Another Hurdle When Filing an Insurance Claim - The Civil Remedy Notice
I want to thank Florida Public Adjuster Michael Platts for penning this excellent commentary.
By Michael W. Platts
I have recently been involved in three cases which bring up a very interesting yet disturbing trend. All three are relatively small insurance claims. In each case, the insurance carriers have chosen to deny these claims without (from my perspective) performing a fair, impartial, proper and thorough investigation.
Let’s take the first claim: This is a small water loss to a mobile home. The owner, a full-time student, had moved to the Midwest to continue her studies and had periodically rented the home out to seasonal tenants. The insurance company refused to extend coverage based upon erroneous information that the home had been vacant for an extended period of time.
After we went to the length of providing the carrier with an affidavit from the last tenant as well as a statement from a neighbor who periodically checked in on the property, the insurance company still stood by their denial for long-term damage which should have been visible to the insured.
Once the insurance company’s “final decision” had been reached, I recommended to the insured that she have a Civil Remedy Notice (CRN) filed with the State of Florida. She chose one several first party insurance attorneys I provided who proceeded to file the notice in its proper form with the State. Typically, attorneys will file a CRN for policyholders at no charge with the reasonable expectation that if further legal pursuit is necessary, they will have an inside track in being retained because of their knowledge of the claim. It was only a matter of weeks before an associate with a very prominent insurance defense firm contacted the plaintiff’s attorney with the upshot being that the claim is being settled for the entire demand amount plus attorneys fees.
The second claim is remarkably similar. An older Tampa home incurred a water leak which originated within an exterior wall cavity. The resultant water ran into the home damaging contents and personal property. Citizens Property Insurance Corporation denied this claim essentially because they said that it occurred over a period of time. They made no provision whatsoever for whatever damage(s) which would have and did occur during the onset of the hidden leak.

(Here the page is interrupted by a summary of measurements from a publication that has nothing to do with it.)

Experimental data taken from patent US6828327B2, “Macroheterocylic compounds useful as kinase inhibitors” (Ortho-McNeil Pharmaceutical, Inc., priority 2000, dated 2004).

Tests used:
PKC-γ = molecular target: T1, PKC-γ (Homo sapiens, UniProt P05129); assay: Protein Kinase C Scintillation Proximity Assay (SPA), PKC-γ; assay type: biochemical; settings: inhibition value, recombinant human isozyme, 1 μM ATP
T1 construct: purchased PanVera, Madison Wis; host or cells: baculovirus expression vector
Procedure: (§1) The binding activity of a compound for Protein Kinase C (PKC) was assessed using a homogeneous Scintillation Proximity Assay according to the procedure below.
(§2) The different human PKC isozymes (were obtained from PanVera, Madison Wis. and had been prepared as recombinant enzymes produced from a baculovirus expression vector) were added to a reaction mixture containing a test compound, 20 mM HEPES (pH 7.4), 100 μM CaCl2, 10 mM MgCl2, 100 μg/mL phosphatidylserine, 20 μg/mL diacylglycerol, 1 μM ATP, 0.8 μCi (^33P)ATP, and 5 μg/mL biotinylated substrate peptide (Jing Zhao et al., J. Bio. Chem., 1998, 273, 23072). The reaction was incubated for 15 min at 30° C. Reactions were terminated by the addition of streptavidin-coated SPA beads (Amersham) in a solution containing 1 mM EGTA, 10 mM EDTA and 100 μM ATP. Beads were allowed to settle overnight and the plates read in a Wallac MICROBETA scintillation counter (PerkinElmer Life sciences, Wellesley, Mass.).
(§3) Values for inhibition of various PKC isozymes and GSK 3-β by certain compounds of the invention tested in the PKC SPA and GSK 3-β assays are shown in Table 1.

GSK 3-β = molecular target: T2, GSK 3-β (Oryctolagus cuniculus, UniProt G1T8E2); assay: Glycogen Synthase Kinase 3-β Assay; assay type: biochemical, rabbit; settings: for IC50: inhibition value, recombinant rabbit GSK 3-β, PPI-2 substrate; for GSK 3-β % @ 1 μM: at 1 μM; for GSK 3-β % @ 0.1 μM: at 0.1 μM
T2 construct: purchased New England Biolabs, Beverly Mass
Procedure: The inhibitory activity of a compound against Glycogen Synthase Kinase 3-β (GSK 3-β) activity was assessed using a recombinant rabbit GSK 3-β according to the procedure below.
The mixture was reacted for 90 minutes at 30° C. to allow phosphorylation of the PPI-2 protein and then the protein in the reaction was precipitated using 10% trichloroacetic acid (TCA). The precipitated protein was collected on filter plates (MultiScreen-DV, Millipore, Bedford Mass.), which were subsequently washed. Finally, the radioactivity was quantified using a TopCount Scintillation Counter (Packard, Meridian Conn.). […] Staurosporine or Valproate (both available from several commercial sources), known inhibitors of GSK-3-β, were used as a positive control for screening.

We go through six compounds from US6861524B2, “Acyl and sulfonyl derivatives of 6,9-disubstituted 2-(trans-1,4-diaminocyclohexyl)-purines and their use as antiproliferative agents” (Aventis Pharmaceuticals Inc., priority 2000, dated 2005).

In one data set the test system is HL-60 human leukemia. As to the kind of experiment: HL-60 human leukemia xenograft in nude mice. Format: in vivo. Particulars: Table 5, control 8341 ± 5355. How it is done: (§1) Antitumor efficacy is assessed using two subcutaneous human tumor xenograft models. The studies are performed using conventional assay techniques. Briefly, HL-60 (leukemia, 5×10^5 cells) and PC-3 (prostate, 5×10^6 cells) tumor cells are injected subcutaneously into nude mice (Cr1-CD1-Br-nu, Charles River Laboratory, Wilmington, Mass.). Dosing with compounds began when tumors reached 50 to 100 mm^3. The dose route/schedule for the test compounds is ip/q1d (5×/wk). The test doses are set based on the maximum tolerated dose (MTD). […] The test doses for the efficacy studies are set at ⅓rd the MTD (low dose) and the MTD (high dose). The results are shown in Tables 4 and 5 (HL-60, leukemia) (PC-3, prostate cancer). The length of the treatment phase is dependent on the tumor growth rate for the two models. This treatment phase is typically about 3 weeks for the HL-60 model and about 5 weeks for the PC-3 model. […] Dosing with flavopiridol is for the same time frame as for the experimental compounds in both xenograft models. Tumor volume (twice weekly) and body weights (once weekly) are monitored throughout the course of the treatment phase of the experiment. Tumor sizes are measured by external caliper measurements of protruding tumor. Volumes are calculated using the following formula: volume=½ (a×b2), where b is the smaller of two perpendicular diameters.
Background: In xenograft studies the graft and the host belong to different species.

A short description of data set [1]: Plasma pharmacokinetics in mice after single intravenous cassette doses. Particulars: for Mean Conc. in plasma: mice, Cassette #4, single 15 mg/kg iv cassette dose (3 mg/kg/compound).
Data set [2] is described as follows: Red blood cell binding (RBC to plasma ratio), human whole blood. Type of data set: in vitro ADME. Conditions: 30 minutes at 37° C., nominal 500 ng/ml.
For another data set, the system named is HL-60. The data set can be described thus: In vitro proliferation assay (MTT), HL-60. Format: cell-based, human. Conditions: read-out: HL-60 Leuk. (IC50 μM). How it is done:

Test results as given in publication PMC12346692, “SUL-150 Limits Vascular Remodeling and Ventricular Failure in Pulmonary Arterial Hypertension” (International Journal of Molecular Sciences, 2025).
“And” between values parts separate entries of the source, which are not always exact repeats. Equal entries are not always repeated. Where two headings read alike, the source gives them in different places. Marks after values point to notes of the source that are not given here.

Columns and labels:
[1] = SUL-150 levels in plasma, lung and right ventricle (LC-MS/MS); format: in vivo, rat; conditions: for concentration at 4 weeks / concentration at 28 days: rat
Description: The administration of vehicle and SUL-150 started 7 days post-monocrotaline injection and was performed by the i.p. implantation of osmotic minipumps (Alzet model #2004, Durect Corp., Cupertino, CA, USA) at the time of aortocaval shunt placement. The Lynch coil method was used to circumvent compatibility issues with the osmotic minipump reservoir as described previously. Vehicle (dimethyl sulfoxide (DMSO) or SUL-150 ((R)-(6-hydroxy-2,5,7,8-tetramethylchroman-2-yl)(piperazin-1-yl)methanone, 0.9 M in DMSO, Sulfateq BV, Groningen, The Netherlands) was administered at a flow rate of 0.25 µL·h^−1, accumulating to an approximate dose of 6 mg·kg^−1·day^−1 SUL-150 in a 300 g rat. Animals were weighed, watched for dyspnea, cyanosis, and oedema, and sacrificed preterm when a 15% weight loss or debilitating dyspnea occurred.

Again, after their “final denial” I recommended to our client that he contact a specialist attorney to file a civil remedy notice on his behalf. He chose one several first party insurance attorneys I provided him and accordingly, the Notice was filed with the State. As of this writing, the claim has been transferred to a new Citizen’s adjuster and it appears likely that it will be settled in the near future.
The third act in our little trilogy involves a residence in Pinellas County which incurred roofing damage from a storm. In a case with eerie similarity to the first one, the insurance carrier has denied the bulk of the claim based upon the assessment of their independent field adjuster that the roof did not incur wind damage. How he was able to ascertain this after temporary mitigation repairs were implemented is beyond my comprehension. As in the first case, an affidavit was provided the insurance carrier. In this situation, the affidavit was from the licensed general contractor who did the actual repairs and discovered the nature of the loss. He witnessed the fact that solar panels emplaced upon a flat roof had been torn loose, their fastening attachments bent very obviously from wind.
Yet, even after this documentation and proof as to the proximate cause of loss (And lets’ face it, he had already been paid for the repairs and no longer had a dog in the fight other than seeing justice done), the carrier still insisted that the underlying cause of loss was wear and tear.
In this case, despite repeated attempts and requests to get my client to choose an insurance attorney for the purposes of filing a Civil Remedy Notice, she has yet to do so, to my knowledge. My plan is to communicate with this policyholder again, re-iterating the importance of this next step and reminding her to take it before the statute runs on her claim.
The thrust of this blog is that it is becoming necessary in many cases to have a Civil Remedy Notice filed with the State of Florida for claims which in my opinion (with nearly 30 years of experience in the industry), could have simply been settled if a fair, unbiased and reasonable investigation had been initiated, conducted and concluded. In the past, these types of claims would have been settled quickly and the policyholder would have been made whole. Instead, the carriers have potentially exposed themselves to extra-contractual damages which could be well in excess of the policy limits much less the costs of covered damages. They are also running up claim processing costs and increasing their legal bills.
Let us know what you think.